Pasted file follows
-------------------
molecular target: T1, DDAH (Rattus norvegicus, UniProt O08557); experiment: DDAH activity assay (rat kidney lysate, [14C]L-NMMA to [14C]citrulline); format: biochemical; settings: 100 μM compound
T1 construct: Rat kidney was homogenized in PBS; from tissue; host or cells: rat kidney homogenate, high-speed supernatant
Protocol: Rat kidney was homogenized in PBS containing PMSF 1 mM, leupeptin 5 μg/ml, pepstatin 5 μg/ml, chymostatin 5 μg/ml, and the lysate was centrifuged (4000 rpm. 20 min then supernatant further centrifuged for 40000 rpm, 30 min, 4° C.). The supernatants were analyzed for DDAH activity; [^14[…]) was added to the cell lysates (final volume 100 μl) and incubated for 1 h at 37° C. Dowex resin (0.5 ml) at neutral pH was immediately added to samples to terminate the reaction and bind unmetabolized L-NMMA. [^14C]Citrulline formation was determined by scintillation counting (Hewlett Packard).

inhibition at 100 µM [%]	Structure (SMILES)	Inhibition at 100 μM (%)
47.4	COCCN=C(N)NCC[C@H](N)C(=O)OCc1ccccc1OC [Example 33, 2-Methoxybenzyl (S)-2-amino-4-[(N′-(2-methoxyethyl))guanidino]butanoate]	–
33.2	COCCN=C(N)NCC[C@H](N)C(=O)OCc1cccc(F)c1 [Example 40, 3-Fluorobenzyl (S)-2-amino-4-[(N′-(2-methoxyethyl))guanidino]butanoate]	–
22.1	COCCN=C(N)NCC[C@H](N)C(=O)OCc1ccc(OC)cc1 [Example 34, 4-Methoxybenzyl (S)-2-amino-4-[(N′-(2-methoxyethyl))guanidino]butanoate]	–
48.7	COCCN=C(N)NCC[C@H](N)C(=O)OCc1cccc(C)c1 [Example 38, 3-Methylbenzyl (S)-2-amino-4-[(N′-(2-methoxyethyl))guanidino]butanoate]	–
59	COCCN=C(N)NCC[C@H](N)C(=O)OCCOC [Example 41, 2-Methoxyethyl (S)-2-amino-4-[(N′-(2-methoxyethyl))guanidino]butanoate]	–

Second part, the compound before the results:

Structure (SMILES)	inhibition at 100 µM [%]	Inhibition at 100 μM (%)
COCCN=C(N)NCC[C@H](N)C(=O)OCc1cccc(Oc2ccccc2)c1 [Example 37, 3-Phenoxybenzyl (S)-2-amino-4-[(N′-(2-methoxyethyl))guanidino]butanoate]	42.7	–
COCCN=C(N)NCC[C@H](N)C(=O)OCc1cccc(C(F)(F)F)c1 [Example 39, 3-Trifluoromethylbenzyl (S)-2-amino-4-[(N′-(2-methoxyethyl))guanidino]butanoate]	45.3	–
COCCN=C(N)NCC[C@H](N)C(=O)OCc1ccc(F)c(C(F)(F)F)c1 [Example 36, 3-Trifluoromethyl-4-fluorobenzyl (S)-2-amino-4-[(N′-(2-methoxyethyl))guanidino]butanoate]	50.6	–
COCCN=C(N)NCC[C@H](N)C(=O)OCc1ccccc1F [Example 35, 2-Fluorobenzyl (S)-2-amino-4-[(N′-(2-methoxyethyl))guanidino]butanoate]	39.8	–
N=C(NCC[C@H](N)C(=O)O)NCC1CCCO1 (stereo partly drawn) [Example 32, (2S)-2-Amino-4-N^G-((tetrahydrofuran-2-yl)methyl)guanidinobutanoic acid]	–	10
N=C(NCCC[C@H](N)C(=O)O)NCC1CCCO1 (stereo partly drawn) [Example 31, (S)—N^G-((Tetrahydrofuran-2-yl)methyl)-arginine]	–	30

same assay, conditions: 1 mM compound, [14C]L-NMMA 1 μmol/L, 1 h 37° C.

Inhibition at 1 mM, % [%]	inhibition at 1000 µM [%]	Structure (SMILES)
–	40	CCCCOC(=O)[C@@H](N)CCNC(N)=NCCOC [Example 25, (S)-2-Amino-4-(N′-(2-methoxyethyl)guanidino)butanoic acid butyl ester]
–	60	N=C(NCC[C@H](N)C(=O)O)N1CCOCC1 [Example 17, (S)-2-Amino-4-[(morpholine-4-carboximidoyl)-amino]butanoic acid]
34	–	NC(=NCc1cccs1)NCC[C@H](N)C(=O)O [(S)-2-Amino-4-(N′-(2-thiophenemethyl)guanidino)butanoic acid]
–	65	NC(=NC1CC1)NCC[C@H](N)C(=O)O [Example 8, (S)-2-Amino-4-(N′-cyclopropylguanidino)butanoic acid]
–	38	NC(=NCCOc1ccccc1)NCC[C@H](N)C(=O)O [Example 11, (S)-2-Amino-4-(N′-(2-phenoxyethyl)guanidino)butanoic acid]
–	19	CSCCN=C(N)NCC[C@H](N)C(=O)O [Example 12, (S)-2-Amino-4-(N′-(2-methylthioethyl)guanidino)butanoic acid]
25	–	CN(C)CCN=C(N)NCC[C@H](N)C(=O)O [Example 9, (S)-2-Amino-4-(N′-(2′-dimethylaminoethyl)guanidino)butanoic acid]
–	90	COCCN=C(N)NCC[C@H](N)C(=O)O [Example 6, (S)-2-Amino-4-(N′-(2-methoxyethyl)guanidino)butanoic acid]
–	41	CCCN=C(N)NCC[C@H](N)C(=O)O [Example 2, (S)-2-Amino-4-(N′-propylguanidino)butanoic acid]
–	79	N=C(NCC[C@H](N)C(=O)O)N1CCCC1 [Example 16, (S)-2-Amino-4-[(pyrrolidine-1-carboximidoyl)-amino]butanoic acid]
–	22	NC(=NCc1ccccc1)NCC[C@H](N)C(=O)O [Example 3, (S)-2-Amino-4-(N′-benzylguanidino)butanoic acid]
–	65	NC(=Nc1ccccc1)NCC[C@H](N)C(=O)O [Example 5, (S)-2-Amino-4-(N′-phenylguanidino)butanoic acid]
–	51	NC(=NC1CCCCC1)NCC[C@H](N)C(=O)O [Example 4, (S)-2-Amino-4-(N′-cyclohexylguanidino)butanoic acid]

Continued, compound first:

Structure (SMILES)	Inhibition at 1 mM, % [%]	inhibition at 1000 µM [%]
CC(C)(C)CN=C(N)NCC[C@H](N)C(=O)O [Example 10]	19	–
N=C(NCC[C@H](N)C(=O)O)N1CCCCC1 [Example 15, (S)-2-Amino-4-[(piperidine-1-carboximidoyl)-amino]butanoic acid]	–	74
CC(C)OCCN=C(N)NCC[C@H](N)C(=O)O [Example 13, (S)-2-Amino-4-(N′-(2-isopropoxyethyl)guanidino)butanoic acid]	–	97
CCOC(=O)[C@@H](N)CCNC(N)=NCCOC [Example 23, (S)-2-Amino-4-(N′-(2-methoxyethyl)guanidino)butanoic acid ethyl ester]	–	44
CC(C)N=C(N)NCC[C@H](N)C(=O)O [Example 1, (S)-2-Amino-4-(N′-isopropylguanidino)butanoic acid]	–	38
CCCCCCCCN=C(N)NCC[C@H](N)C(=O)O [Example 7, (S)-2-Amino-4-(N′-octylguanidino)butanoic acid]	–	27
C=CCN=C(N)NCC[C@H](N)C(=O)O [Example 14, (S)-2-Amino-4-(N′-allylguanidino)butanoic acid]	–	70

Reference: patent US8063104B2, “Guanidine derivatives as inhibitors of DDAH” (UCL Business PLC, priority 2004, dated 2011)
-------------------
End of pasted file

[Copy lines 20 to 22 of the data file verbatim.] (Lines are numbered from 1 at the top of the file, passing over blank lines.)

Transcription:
–	40	CCCCOC(=O)[C@@H](N)CCNC(N)=NCCOC [Example 25, (S)-2-Amino-4-(N′-(2-methoxyethyl)guanidino)butanoic acid butyl ester]
–	60	N=C(NCC[C@H](N)C(=O)O)N1CCOCC1 [Example 17, (S)-2-Amino-4-[(morpholine-4-carboximidoyl)-amino]butanoic acid]
34	–	NC(=NCc1cccs1)NCC[C@H](N)C(=O)O [(S)-2-Amino-4-(N′-(2-thiophenemethyl)guanidino)butanoic acid]